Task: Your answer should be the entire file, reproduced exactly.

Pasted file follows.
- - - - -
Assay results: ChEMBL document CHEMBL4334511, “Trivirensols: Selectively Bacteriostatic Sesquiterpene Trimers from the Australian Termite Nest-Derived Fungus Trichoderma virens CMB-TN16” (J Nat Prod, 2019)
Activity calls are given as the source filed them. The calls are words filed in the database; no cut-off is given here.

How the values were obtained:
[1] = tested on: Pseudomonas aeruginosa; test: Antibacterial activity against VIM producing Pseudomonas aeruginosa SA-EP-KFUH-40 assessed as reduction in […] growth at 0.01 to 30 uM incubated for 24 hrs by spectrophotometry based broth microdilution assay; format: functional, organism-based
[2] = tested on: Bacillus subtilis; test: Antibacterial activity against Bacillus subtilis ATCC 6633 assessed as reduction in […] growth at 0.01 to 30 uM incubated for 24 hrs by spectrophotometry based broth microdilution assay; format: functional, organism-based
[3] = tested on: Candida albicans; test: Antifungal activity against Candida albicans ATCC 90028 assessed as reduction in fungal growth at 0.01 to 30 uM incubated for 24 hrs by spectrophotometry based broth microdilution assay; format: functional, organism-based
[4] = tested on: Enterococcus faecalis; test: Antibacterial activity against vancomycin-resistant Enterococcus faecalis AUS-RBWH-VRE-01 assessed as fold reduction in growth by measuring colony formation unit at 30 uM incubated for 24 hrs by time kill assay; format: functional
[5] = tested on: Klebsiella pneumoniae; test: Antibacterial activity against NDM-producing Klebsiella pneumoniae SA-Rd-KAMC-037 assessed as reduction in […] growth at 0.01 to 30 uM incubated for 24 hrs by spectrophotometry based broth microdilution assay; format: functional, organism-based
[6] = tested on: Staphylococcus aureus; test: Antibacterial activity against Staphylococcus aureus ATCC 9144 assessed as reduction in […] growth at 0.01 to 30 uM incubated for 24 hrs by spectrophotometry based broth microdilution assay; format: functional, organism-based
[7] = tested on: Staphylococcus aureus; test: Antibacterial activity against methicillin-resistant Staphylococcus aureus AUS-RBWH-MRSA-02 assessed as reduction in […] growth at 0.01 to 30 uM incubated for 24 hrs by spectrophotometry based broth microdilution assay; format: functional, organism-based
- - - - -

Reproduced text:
Assay results: ChEMBL document CHEMBL4334511, “Trivirensols: Selectively Bacteriostatic Sesquiterpene Trimers from the Australian Termite Nest-Derived Fungus Trichoderma virens CMB-TN16” (J Nat Prod, 2019)
Activity calls are given as the source filed them. The calls are words filed in the database; no cut-off is given here.

How the values were obtained:
[1] = tested on: Pseudomonas aeruginosa; test: Antibacterial activity against VIM producing Pseudomonas aeruginosa SA-EP-KFUH-40 assessed as reduction in […] growth at 0.01 to 30 uM incubated for 24 hrs by spectrophotometry based broth microdilution assay; format: functional, organism-based
[2] = tested on: Bacillus subtilis; test: Antibacterial activity against Bacillus subtilis ATCC 6633 assessed as reduction in […] growth at 0.01 to 30 uM incubated for 24 hrs by spectrophotometry based broth microdilution assay; format: functional, organism-based
[3] = tested on: Candida albicans; test: Antifungal activity against Candida albicans ATCC 90028 assessed as reduction in fungal growth at 0.01 to 30 uM incubated for 24 hrs by spectrophotometry based broth microdilution assay; format: functional, organism-based
[4] = tested on: Enterococcus faecalis; test: Antibacterial activity against vancomycin-resistant Enterococcus faecalis AUS-RBWH-VRE-01 assessed as fold reduction in growth by measuring colony formation unit at 30 uM incubated for 24 hrs by time kill assay; format: functional
[5] = tested on: Klebsiella pneumoniae; test: Antibacterial activity against NDM-producing Klebsiella pneumoniae SA-Rd-KAMC-037 assessed as reduction in […] growth at 0.01 to 30 uM incubated for 24 hrs by spectrophotometry based broth microdilution assay; format: functional, organism-based
[6] = tested on: Staphylococcus aureus; test: Antibacterial activity against Staphylococcus aureus ATCC 9144 assessed as reduction in […] growth at 0.01 to 30 uM incubated for 24 hrs by spectrophotometry based broth microdilution assay; format: functional, organism-based
[7] = tested on: Staphylococcus aureus; test: Antibacterial activity against methicillin-resistant Staphylococcus aureus AUS-RBWH-MRSA-02 assessed as reduction in […] growth at 0.01 to 30 uM incubated for 24 hrs by spectrophotometry based broth microdilution assay; format: functional, organism-based